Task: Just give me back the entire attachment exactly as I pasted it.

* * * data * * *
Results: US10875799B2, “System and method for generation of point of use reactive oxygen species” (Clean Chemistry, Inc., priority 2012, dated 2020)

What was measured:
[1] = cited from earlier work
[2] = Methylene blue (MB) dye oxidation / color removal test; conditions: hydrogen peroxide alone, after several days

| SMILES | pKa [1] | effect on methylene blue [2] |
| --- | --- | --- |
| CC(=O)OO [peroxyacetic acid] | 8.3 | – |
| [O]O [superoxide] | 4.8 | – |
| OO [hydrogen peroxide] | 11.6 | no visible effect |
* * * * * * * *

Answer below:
Results: US10875799B2, “System and method for generation of point of use reactive oxygen species” (Clean Chemistry, Inc., priority 2012, dated 2020)

What was measured:
[1] = cited from earlier work
[2] = Methylene blue (MB) dye oxidation / color removal test; conditions: hydrogen peroxide alone, after several days

| SMILES | pKa [1] | effect on methylene blue [2] |
| --- | --- | --- |
| CC(=O)OO [peroxyacetic acid] | 8.3 | – |
| [O]O [superoxide] | 4.8 | – |
| OO [hydrogen peroxide] | 11.6 | no visible effect |